I believe there is a big CI board in Home Office with perhaps 5 scenarios. We all know the company wants to reduce a specific amount of expenses in 2019 and management is aware of the target number of reduction in employees. All this being said, I truly believe Allstate is turning over every stone in order to save money and letting attrition do its part before letting go of employees. But the announcement about withholding a week of pay in August is too much. Especially with the salaries and bonuses of top brass. I believe this is where the mutiny begins. Especially with the millennial generation. It is too much to stomach. You cannot continue at this rate and get good employees with good quality work which ...seems to be okay with AIC. There will be social media pushback not just with AIC but other Fortune 500 companies.
The fact that a company has a business strategy that may cause a reduction and/or relocation of employees doesn’t mean they consider them “an unnecessary burden”, or “would be thrilled to see them go”. It’s a publicly held company. Leadership has an obligation to operate it efficiently and in expense conscious manner. Sometimes that impacts individual employees. It helps others. They’re going to need employees in these hubs, possibly fewer, in less expensive real estate. As an employee and shareholder, I can objectively see it’s the right thing to do.
The OP is correct. You can call ERS - Employee "Resource/Relocation/Replacement" Strategy. Basically, Allstate wants to downsize in NB with relocation, retirement, reduction in force & replacement. You can interpret the 'R'. Willow Plaza has been emptied and ready for resale or demolition. The Real estate strategy is to consolidate into the high rise North Plaza and sell the remaining campus.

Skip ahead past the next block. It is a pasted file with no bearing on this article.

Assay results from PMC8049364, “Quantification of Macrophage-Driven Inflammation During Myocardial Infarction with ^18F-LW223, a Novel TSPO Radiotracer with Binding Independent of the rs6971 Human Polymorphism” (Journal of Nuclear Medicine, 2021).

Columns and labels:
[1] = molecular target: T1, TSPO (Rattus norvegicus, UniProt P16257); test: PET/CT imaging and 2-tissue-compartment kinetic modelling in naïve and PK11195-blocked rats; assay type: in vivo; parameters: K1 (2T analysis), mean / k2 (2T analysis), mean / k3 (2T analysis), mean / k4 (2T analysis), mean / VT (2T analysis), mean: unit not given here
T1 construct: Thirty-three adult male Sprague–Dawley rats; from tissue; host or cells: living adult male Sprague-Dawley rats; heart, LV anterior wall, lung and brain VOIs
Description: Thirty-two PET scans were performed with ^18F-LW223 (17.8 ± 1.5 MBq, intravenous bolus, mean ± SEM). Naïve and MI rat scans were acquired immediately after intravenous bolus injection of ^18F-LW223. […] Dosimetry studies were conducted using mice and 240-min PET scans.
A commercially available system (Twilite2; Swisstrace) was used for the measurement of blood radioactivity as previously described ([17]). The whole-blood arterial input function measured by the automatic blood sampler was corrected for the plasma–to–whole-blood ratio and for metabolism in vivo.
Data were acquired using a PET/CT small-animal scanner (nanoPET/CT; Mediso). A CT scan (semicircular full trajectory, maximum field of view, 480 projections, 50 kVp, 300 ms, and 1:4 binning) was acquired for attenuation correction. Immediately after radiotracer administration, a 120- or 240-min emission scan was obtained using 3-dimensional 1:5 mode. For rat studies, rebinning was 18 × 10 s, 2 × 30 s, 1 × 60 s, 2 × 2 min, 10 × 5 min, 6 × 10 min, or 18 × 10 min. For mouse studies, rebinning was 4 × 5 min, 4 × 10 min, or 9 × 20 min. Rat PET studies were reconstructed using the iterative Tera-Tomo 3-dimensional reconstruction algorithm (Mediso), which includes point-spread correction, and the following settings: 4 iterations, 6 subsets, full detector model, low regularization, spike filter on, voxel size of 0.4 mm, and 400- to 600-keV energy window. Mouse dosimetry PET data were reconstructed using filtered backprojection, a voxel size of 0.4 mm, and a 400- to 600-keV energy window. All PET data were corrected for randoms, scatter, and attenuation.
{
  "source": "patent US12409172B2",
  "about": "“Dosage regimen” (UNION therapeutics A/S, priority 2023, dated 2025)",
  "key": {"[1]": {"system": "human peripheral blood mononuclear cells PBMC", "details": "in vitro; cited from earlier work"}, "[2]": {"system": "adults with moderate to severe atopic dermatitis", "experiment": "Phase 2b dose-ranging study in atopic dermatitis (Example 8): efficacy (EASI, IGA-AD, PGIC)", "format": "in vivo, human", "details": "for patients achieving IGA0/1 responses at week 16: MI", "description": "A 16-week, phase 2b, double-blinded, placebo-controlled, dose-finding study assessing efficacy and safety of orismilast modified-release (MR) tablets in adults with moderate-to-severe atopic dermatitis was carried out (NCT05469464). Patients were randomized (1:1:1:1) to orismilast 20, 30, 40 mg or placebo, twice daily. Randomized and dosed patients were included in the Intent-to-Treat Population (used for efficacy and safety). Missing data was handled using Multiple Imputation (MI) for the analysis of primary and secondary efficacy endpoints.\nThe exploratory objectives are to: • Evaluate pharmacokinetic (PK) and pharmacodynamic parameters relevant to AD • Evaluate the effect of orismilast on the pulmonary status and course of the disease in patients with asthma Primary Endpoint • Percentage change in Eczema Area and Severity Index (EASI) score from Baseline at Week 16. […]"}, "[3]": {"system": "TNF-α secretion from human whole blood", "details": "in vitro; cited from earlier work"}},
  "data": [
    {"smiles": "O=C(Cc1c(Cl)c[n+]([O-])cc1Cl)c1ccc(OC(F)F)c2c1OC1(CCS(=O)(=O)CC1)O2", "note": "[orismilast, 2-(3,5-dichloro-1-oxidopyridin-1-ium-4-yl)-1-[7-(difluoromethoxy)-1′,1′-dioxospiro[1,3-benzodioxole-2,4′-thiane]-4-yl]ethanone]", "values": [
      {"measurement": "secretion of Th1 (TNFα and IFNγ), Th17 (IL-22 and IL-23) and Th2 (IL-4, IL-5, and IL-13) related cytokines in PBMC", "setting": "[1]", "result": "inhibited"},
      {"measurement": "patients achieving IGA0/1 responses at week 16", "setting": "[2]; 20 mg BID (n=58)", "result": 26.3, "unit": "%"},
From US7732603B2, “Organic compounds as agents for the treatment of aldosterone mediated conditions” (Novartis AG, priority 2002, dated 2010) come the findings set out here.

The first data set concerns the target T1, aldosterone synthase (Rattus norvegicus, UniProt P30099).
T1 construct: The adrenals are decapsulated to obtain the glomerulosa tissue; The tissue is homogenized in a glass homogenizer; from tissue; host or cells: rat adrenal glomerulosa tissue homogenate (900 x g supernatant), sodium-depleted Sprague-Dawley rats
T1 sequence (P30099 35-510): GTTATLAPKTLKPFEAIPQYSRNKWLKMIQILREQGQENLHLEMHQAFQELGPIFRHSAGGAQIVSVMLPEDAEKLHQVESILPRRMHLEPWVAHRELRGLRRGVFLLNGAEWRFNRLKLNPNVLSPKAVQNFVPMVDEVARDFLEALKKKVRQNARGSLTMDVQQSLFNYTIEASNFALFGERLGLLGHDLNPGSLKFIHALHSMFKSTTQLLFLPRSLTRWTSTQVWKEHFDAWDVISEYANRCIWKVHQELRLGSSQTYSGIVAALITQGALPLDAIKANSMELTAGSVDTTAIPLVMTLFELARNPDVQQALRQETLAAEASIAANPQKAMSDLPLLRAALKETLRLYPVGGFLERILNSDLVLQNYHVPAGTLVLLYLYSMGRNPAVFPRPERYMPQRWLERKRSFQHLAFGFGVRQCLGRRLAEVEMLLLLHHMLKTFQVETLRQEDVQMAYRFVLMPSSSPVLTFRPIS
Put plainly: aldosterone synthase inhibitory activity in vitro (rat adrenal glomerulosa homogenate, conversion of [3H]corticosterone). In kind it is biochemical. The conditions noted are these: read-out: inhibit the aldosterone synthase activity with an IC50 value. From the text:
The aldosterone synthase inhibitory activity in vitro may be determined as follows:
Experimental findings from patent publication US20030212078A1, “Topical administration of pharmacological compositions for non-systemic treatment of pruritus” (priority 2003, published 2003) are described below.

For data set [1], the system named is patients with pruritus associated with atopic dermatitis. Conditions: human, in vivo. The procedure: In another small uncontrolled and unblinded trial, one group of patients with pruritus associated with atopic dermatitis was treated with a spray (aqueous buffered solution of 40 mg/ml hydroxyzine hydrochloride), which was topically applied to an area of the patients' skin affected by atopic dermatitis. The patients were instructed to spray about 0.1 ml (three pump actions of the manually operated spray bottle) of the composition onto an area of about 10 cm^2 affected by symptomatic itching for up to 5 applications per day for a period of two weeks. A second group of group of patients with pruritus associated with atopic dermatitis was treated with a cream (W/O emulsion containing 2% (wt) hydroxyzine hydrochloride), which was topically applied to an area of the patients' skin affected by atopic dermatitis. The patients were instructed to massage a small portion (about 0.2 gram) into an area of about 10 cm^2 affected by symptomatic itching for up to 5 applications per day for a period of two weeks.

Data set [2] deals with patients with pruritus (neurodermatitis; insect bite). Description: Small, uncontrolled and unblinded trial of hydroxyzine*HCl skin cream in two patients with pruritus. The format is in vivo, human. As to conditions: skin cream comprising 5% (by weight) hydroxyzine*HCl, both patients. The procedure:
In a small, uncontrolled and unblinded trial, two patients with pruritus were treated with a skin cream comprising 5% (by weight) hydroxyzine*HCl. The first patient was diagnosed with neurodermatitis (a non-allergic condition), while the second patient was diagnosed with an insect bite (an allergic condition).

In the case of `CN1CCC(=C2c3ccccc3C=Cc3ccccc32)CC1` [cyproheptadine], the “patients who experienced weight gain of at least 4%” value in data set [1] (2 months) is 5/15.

There has been a lull in ERS the last few months, but definitely being talked up more, especially as it has come up in employee town halls.
I don't think OP is saying this is new, just that this initiative has been revived and you need to look out for yourself and get out when the going is good. If you are a NB employee yes get out of Allstate, the company is not interested in you. You are just an unnecessary burden and they would be thrilled to see you depart.
Agree, that’s what the acronym stands for. There may be more noise, but the execution of the strategy hasn’t “ramped up”. There’s a plan, that’s being executed on the timeline. Nothing has changed. If potentially impacted employees think it’s in their best interest to look around, they should.
Actually ERS stands for enterprise resource strategy and yes we have more noise on the floor about relocating.
Nothing is “revving up”, or “gaining momentum “. There is a clearly articulated strategy to decentralize work/workforce from the Northbrook complex. It’s a multi year strategy, and it’s not called “ERS” (you must have just made that up). There are cheaper places around the country to do business, and it makes sense to have redundancy rather than locate all these roles in one location.